UPDATE 13. June 2020: Shocking new revelations on lion farming in South Africa (video)


The abusive life cycle of Canned hunting and farmed Lions in South Africa

Seven mentally seriously sick men and a dead lion with four paid local helpers in the back.

Gabo Wildlife Founder, Carly Åhlén highlights the abusive life cycle of Canned hunting and farmed Lions in South Africa.

By VH - 28. February 2020

The still-growing lion cub petting industry masks a sinister legal industry in South Africa. Playing with cute little lion cubs is the tip of the iceberg – it’s what you don’t see that defines this abusive industry and we must all work to change that.

Having spent time myself in South Africa , I witnessed tourists and volunteers visiting numerous ‘lion parks’ in South Africa and enter the play pens of young orphan cubs, their instinct was to question the situation.Why are so many lion cubs being orphaned? And, almost without exception, are all told a lie, “That the cubs mothers died or abandoned them.” This lie is repeated time after time – So good is the lie that even good, caring people repeat the mantra and become party to the lie, and the scam in South Africa. You see, most of these lion cubs are forcibly removed from their mothers – to feed what has become a lucrative the lion cub petting machine.

The Numbers

According to South Africa’s Department of Environmental Affairs, South Africa has an estimated 8,000 captive lions in approximately 200 breeding facilities. Each of these lion parks and breeding facilities may have between 1-4 breeding females. If we take a conservative idea of two lionesses per facility – that’s 200 facilities, 400 lionesses and conservatively 2,400 lion cubs born every year.!

Lion farmers/breeders speed-breed their lionesses by removing the cubs soon after birth.. Wild lions breed only once per year, at the most. The tiny blind cubs have now become part of the money machine, So around 2400 Cubs born every year.

Where and what are all these lion cubs destined for.. There is no documented evidence of any captive-bred lion in South Africa having been released into the wild – despite claims to the contrary. So remove that solution from the equation.

Why are these lion parks claiming that their lion cubs are “orphans”? And what exactly is the journey for that lion cub after its petting shelf life has expired? What is the link between these tiny cubs and the burgeoning canned lion hunting industry?

Here is a Timeline ~ From petted to hunted Lion.

REMOVAL OF CUBS: This usually happens after only a few days after birth, when the newborn cubs are forcibly removed by breeders from their mothers and sold or loaned to lion parks for exhibition and petting purposes.

PETTING: Each tiny cub, initially still with closed eyes, is petted by thousands of tourists keen to experience a close encounter with a cute cub. The cubs are handed from person to person and forced to pose for the all-important pictures.

WALKING: Once the cubs reach the age of around 6 months they become too big (and dangerous) to cuddle, and graduate to being walked with tourists, while a handler protects the tourists from being harmed by the adolescent and sometimes boisterous lions.

VOLUNTEER EMPLOYMENT: Local and international volunteers are tempted to South Africa, with the tantalising prospect of caring for these newly “orphaned” baby lion cubs. These kind but naive volunteers pay for such work experience, believing the lie that there work is important conservation work – to ‘save’ orphaned cubs and help with ‘lion research and conservation’ and/or to ‘return the lions to the wild’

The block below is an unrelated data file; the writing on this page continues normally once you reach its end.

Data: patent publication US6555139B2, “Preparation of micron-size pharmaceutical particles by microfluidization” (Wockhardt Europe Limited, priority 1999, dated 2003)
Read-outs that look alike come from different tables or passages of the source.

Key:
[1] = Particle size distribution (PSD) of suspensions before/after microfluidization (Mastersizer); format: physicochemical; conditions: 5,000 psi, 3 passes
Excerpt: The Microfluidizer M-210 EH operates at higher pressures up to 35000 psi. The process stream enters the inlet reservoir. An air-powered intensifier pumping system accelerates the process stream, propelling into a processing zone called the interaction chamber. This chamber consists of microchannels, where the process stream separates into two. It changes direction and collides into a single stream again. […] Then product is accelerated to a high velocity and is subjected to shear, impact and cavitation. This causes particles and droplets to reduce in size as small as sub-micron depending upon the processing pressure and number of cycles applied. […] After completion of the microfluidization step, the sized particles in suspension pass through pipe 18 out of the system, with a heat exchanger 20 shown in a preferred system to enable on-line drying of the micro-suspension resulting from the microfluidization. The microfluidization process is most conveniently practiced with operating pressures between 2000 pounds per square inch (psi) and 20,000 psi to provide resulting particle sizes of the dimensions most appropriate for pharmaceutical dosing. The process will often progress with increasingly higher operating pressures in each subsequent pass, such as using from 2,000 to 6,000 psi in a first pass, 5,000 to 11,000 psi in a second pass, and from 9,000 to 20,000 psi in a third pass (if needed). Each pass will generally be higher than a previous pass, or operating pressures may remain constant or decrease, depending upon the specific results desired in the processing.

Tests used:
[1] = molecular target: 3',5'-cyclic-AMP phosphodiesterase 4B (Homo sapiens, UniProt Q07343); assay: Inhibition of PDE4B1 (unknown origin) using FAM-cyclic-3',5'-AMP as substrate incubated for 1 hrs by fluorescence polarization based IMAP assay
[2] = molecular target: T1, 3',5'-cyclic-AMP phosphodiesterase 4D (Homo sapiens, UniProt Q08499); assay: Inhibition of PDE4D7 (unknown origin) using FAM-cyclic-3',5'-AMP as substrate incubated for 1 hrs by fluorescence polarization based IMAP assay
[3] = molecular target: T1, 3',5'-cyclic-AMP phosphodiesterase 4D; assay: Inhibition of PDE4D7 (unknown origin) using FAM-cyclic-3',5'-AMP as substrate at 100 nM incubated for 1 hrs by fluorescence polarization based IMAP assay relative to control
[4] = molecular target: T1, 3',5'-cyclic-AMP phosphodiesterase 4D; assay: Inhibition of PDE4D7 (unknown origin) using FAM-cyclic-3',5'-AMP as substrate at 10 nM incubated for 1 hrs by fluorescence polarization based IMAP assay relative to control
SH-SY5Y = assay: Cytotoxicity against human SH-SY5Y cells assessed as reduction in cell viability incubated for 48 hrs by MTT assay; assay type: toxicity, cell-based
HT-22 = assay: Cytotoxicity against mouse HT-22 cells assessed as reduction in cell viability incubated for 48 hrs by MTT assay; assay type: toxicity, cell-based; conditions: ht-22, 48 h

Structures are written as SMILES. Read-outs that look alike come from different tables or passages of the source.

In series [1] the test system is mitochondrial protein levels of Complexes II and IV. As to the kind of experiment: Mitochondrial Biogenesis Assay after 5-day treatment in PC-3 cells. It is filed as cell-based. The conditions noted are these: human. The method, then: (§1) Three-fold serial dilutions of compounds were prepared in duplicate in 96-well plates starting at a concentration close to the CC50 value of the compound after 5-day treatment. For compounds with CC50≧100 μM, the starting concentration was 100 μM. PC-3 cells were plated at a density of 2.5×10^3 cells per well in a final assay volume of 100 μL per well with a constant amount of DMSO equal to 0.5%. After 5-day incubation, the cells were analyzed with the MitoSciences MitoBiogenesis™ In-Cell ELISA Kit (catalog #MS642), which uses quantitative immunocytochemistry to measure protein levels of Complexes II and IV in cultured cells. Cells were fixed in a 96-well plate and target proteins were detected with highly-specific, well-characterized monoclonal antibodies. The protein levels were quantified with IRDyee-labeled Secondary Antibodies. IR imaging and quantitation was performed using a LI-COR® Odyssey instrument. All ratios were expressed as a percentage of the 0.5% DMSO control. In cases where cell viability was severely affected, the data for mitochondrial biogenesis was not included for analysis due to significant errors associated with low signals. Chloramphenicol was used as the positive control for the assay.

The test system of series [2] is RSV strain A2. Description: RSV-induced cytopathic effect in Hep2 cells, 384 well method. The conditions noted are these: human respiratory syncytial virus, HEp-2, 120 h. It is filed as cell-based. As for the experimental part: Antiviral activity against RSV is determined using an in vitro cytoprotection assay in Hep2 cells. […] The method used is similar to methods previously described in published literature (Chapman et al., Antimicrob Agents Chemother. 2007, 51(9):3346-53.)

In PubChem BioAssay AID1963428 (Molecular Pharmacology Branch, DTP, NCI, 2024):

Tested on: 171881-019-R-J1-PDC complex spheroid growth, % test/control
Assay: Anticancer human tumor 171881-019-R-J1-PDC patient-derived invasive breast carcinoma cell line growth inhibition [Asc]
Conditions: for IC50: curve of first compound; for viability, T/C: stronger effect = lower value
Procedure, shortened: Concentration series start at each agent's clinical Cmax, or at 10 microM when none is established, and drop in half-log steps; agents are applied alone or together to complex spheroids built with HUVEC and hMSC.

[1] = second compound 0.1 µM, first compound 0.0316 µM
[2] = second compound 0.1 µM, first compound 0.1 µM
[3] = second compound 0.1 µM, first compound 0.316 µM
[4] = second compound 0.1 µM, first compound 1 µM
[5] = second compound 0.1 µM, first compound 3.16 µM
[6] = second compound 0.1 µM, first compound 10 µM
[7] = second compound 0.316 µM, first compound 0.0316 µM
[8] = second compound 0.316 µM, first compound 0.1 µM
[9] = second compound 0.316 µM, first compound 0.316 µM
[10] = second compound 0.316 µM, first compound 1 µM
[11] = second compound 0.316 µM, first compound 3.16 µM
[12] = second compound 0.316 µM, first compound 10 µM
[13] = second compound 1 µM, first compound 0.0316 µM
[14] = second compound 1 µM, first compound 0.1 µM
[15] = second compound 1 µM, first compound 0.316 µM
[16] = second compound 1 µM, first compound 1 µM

TOURISM: Local and international tourists, in their thousands, pay around £10-£20 for the opportunity to play with baby lion cubs and to walk with adolescent lions, usually at the same facility. These tourists are fed the same lies. At this stage the lion parks wash their hands of their ‘orphaned’ lions.

KILLING FOR TROPHY: After two years of tourist petting and walking, the lion progresses to the second-last stage of its usefulness. The tourism industry now has no further need for this lion, and it is traded into the hunting industry, where it is shot by trophy hunters in what is known as ‘canned hunting’. Some of the lions are sold to zoos, others are kept back for breeding, but the majority disappear into the opaque and sprawling network of trophy hunting farms that are spread across the South Africa… Lion parks will often vehemently deny any association with the hunting industry, claiming that they sell / trade / swap lions to intermediaries and that they have no control over what happens after that.

The canned hunt attracts trophy collectors paying anywhere from £4,000 for a lioness, to £40,000 for a male white lion (hunting wild white lions is illegal but still happens). The hunt takes place in a small fenced area (often the size of half a football field), complete with typical bushveld trees, for that feel African feel. The lion, fresh from captivity, is released into this enclosed area – and shot and anyone can shoot a Wild animal in S.Africa if you pay meaning the Lion might have to ensure more agony because of the Shooters inexperience.

LION BONE TRADE: The final stage for the (now dead) lion is the selling of its bones to the insatiable Asian market for Traditional Chinese Medicine.


Carly Gamrasni Åhlén

Carly Åhlén

Please help, Sign Gabo’s petition against Canned Hunting today


Gabo website gabo.world

Gabo on Facebook www.facebook.com/gaboworld/



Unfair Game: shocking new revelations on lion farming in South Africa - WARNING: distressing content

•Jun 13, 2020

Lord Ashcroft on Wildlife

Presented by Lord Ashcroft KCMG PC, to accompany his new book "Unfair Game", this film discloses details of a second major investigation into captive-lion breeding, whereby thousands of Africa's most iconic animals are killed either for the bone trade or as hunting trophies. Visit http://www.LordAshcroftWildlife.com for more information and to order the book. Follow Lord Ashcroft on Twitter and/ or Facebook: @LordAshcroft


How Carly Åhlén is Raising Awareness about Canned Hunting in Africa

And how we can all help change this barbaric industry. Learn more in this exclusive interview with Carly Åhlén.

Miss Carly Åhlén is a Philanthropist, entrepreneur, and Honouree trustee for a Greek non profit animal charity. Her family owned Åhléns (retail empire which annually greets over 80 million customers at more than 60 locations in Sweden). Carly’s dedication to helping abused and homeless animals have seen her working with various charities across the world.